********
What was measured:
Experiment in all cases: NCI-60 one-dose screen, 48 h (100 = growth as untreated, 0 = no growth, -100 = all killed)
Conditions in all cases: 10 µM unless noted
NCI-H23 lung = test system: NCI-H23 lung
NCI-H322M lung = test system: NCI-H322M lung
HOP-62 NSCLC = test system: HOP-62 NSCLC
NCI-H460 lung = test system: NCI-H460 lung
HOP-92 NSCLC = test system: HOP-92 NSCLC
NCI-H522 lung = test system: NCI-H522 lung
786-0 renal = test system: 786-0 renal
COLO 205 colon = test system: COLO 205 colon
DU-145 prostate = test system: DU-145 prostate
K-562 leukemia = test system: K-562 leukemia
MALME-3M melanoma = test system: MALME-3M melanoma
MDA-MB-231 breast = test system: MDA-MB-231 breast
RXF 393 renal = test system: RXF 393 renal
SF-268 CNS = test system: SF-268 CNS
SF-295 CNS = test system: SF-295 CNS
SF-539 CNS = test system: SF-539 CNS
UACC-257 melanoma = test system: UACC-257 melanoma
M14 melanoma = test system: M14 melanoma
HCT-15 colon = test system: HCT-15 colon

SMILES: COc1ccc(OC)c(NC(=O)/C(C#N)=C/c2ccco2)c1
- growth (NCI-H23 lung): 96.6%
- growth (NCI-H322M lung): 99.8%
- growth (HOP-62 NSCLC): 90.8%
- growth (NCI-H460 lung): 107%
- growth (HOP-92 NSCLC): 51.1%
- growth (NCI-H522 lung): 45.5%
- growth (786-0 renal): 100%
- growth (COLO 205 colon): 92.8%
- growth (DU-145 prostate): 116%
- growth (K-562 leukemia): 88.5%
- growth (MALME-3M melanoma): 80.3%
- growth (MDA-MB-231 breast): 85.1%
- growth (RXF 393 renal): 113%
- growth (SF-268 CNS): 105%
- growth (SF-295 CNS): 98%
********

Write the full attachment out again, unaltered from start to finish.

What was measured:
Experiment in all cases: NCI-60 one-dose screen, 48 h (100 = growth as untreated, 0 = no growth, -100 = all killed)
Conditions in all cases: 10 µM unless noted
NCI-H23 lung = test system: NCI-H23 lung
NCI-H322M lung = test system: NCI-H322M lung
HOP-62 NSCLC = test system: HOP-62 NSCLC
NCI-H460 lung = test system: NCI-H460 lung
HOP-92 NSCLC = test system: HOP-92 NSCLC
NCI-H522 lung = test system: NCI-H522 lung
786-0 renal = test system: 786-0 renal
COLO 205 colon = test system: COLO 205 colon
DU-145 prostate = test system: DU-145 prostate
K-562 leukemia = test system: K-562 leukemia
MALME-3M melanoma = test system: MALME-3M melanoma
MDA-MB-231 breast = test system: MDA-MB-231 breast
RXF 393 renal = test system: RXF 393 renal
SF-268 CNS = test system: SF-268 CNS
SF-295 CNS = test system: SF-295 CNS
SF-539 CNS = test system: SF-539 CNS
UACC-257 melanoma = test system: UACC-257 melanoma
M14 melanoma = test system: M14 melanoma
HCT-15 colon = test system: HCT-15 colon

SMILES: COc1ccc(OC)c(NC(=O)/C(C#N)=C/c2ccco2)c1
- growth (NCI-H23 lung): 96.6%
- growth (NCI-H322M lung): 99.8%
- growth (HOP-62 NSCLC): 90.8%
- growth (NCI-H460 lung): 107%
- growth (HOP-92 NSCLC): 51.1%
- growth (NCI-H522 lung): 45.5%
- growth (786-0 renal): 100%
- growth (COLO 205 colon): 92.8%
- growth (DU-145 prostate): 116%
- growth (K-562 leukemia): 88.5%
- growth (MALME-3M melanoma): 80.3%
- growth (MDA-MB-231 breast): 85.1%
- growth (RXF 393 renal): 113%
- growth (SF-268 CNS): 105%
- growth (SF-295 CNS): 98%